The British government was criticized Friday by a committee of MPs for failing to promise effective action on Britain’s coffee cup waste.
The Environmental Audit Committee, made up of politicians from the House of Commons, wants Prime Minister Theresa May’s government to introduce a 25 pound pence (35 cents) so-called latte levy on disposable cups.
The committee has called for disposable coffee cups to be banned by 2023 unless all cups can be recycled.
“The government has refused to take any decisive action on the complex issue of coffee cups — including the introduction of a ‘latte levy’ — and has instead chosen to rely on voluntary commitments,” the committee said in a report issued Friday.
MP Mary Creagh, who chairs the committee, said: “The UK’s throwaway culture is having a devastating impact on our streets, beaches and seas. Our report recommended practical solutions to the disposable packaging crisis. The government’s response shows that despite warm words they plan no real action.”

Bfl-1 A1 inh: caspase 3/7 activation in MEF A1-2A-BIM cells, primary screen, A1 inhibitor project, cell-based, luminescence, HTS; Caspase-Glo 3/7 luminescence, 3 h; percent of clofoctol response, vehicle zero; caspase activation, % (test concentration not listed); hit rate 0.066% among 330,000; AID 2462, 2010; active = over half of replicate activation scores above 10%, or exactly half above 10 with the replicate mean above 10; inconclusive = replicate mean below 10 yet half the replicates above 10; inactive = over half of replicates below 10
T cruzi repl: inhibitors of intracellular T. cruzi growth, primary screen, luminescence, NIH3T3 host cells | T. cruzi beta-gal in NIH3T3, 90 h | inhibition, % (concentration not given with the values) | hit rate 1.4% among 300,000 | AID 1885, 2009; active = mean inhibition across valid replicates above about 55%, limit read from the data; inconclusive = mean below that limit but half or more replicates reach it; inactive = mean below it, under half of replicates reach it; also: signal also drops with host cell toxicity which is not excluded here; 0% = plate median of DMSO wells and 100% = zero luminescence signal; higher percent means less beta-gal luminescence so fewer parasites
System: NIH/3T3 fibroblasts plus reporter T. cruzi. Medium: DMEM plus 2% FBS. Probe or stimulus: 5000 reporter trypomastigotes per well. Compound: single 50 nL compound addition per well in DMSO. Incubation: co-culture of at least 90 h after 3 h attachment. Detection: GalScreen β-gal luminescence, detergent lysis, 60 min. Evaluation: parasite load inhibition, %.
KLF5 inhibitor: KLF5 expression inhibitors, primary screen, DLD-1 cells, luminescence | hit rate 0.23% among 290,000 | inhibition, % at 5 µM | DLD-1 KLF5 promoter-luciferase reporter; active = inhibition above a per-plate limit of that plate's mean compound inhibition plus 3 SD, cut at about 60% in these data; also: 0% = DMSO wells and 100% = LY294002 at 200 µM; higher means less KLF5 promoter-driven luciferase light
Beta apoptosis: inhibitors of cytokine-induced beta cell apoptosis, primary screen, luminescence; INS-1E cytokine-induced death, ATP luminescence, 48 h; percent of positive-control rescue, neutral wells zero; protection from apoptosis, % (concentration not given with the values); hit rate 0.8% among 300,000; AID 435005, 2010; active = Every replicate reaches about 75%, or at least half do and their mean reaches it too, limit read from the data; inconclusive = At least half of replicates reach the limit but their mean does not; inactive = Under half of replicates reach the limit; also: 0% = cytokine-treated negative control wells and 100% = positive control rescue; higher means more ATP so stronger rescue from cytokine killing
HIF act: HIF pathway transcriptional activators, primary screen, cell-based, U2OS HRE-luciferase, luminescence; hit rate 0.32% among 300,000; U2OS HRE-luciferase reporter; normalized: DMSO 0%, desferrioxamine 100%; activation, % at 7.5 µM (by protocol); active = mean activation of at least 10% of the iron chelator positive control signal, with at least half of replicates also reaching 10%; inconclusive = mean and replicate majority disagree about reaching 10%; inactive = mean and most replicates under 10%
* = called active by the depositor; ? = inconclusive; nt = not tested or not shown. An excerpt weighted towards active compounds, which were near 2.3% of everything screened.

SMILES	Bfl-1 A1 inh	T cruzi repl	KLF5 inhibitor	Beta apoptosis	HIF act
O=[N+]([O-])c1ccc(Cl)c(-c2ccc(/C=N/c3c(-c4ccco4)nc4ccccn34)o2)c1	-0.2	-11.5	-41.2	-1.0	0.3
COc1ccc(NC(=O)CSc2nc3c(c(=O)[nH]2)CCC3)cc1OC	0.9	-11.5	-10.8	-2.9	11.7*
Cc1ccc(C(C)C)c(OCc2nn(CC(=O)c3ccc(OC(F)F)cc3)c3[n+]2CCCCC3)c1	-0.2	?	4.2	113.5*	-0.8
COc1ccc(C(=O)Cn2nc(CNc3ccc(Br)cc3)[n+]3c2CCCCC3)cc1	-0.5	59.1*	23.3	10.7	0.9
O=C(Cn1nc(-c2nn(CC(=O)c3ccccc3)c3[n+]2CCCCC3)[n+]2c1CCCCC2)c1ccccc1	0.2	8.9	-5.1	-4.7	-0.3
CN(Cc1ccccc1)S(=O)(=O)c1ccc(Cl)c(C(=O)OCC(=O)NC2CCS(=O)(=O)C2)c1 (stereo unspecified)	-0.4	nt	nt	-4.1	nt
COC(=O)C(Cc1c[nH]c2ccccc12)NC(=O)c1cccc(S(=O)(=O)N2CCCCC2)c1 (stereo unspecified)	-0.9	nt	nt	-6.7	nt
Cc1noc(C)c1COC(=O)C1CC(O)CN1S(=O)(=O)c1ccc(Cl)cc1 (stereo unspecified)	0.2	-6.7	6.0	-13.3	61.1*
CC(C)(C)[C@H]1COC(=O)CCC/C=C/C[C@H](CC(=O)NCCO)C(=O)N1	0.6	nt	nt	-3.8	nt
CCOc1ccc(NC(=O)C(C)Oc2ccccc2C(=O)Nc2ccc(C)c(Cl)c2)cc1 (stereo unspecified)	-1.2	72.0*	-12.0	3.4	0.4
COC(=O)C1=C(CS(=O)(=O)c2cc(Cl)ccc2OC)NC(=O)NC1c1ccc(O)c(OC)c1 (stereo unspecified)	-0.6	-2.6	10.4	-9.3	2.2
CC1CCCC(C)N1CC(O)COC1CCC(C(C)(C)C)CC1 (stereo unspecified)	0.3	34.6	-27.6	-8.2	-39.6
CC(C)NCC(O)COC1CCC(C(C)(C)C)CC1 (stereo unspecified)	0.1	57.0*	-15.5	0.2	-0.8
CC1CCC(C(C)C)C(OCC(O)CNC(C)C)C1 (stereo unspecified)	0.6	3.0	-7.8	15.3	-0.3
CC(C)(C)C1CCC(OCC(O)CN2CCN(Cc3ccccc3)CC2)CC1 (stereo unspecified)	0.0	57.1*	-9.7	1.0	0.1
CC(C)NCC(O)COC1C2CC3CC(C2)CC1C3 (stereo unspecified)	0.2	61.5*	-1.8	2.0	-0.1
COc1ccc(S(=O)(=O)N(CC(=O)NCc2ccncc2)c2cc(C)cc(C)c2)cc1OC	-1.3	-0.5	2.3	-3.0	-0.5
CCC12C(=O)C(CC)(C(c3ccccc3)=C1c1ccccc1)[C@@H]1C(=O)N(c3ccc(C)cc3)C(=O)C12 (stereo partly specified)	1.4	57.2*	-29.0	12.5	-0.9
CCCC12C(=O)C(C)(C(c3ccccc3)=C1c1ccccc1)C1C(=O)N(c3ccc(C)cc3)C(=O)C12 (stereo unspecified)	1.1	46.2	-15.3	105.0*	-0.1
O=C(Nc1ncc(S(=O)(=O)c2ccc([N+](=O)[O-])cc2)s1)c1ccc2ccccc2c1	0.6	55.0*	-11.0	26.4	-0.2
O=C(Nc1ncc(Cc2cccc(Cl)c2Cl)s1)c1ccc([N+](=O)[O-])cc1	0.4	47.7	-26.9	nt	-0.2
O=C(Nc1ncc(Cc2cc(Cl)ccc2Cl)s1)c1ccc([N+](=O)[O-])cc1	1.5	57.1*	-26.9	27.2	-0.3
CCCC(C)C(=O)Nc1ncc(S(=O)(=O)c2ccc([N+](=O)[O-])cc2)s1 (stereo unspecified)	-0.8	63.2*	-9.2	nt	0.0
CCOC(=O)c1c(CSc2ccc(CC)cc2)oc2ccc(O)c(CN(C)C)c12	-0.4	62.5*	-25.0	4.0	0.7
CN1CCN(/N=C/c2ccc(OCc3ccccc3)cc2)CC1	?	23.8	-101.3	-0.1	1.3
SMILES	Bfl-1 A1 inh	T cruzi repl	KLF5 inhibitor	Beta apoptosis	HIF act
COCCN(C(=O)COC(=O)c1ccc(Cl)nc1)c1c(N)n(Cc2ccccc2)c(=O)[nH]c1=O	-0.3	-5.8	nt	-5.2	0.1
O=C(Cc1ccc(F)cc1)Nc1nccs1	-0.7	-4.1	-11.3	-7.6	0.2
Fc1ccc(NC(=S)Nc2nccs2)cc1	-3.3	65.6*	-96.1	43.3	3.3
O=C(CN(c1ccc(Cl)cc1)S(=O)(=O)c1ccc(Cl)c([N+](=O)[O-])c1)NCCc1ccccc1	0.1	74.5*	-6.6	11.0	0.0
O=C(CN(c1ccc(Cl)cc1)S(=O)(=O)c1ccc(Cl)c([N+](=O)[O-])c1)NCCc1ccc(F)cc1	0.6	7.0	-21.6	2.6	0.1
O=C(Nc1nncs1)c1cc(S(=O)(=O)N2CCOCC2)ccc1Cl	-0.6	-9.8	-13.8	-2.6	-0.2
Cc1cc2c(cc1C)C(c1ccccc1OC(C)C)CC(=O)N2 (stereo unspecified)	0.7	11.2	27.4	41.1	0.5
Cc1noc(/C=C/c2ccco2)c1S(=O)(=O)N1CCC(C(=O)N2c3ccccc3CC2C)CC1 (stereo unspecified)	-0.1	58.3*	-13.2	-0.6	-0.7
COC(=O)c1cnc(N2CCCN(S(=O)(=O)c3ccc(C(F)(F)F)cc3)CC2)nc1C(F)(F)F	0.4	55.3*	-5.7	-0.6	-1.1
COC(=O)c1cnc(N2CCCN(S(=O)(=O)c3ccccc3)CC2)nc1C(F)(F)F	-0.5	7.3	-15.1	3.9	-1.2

The committee said it believed a latte-levy would reduce the number of disposable cups uses and would help to fund recycling measures.
In its report, the committee said: “The government response suggests that coffee shops should offer discounts for customers with reusable cups, instead of a levy on disposable cups. In its inquiry, the committee heard that a charge, such as that introduced on plastic bags, was the most effective way to change consumer behavior.”
Creagh added: “By choosing to favor voluntary discounts for reusable cups, the government is ignoring the evidence about what works. The government should look to repeat the success of the 5 pence bag charge by introducing a latte levy.”
The committee also recommended that coffee cup labeling should clearly state where coffee cups can be recycled, saying the government has responded by focusing instead on voluntary anti-litter labeling instead.
Creagh said: “Evidence shows that while 90 percent of people put their coffee cup in recycling bins, only 0.25 percent is recycled due to inadequate bin infrastructure.”
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